King's College London

Research portal

Monitoring the efficacy of dendritic cell vaccination by early detection of (99m) Tc-HMPAO-labelled CD4(+) T cells

Research output: Contribution to journalArticle

Original languageEnglish
Pages (from-to)2188-2191
Number of pages4
JournalEuropean Journal of Immunology
Issue number7
Publication statusPublished - Jul 2014

King's Authors


Dendritic cell (DC) vaccines have been used to induce tumour-specific cytotoxic T cells [1]. However, this approach to cancer immunotherapy has had limited success. To be successful, injected DCs need to migrate to the lymph nodes (LNs) where they can stimulate effector T cells [1]. We and others have previously demonstrated by magnetic resonance imaging (MRI) that tumour antigen-pulsed-DCs labelled ex vivo with superparamagnetic iron oxide nanoparticles (SPIO) migrated to the draining LNs and are capable of activating antigen-specific T cells [2, 3]. The results from our study demonstrated that ex vivo SPIO-labelled and OVA-pulsed DCs prime cytotoxic CD8(+) T-cell responses to protect against a B16-OVA tumour challenge. In the clinic, a possible non-invasive surrogate marker for efficacy of DC vaccination is to image the specific migration and accumulation of T cells following DC vaccination.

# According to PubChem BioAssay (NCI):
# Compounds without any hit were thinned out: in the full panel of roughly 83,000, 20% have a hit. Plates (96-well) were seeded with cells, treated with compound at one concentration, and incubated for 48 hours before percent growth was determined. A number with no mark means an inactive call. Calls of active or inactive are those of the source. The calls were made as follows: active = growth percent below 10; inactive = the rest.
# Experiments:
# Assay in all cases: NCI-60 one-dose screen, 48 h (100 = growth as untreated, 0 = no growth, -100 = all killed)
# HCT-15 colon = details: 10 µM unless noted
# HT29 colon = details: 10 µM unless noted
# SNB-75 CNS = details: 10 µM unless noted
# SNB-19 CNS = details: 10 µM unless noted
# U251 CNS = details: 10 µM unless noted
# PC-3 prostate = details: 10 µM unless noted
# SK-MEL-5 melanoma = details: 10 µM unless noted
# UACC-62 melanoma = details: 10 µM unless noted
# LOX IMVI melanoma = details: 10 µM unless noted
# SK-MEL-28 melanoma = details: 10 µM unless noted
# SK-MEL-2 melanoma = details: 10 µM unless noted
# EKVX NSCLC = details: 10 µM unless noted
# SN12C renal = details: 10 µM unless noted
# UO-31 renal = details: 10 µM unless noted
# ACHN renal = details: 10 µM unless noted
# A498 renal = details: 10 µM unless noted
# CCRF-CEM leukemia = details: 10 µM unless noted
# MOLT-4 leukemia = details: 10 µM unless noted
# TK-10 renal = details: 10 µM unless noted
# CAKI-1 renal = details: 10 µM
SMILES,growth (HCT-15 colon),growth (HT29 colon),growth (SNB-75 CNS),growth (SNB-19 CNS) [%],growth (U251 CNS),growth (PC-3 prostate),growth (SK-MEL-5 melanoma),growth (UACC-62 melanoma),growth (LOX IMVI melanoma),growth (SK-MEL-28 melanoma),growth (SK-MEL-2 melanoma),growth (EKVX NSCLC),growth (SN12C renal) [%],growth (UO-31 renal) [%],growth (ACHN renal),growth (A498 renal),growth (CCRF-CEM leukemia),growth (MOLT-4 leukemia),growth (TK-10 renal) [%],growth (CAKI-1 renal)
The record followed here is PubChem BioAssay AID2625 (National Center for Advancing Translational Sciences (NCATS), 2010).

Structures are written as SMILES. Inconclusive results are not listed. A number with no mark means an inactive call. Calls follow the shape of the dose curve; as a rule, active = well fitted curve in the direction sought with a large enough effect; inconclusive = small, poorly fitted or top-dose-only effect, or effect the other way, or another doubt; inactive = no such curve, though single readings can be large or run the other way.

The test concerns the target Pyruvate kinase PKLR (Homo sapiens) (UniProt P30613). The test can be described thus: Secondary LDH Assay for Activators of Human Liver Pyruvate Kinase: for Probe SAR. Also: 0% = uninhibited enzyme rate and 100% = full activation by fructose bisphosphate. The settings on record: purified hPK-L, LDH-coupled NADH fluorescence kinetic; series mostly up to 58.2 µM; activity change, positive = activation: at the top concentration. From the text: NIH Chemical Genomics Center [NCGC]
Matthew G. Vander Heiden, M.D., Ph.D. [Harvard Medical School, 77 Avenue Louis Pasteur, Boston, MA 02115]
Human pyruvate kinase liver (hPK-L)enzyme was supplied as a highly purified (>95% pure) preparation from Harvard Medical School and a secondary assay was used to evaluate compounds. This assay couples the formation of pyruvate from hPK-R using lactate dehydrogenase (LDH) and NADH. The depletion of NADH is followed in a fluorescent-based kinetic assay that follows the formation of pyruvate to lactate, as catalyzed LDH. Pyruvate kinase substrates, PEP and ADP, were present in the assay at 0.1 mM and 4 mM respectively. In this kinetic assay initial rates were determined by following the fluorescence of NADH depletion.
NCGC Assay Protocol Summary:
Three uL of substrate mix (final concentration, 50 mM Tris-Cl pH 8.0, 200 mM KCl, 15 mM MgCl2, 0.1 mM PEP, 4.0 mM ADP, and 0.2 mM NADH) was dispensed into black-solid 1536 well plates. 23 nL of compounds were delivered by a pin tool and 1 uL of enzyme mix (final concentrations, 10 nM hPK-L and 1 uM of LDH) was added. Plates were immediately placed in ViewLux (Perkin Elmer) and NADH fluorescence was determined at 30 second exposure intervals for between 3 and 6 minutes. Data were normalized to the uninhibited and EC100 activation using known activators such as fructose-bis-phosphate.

View graph of relations

© 2018 King's College London | Strand | London WC2R 2LS | England | United Kingdom | Tel +44 (0)20 7836 5454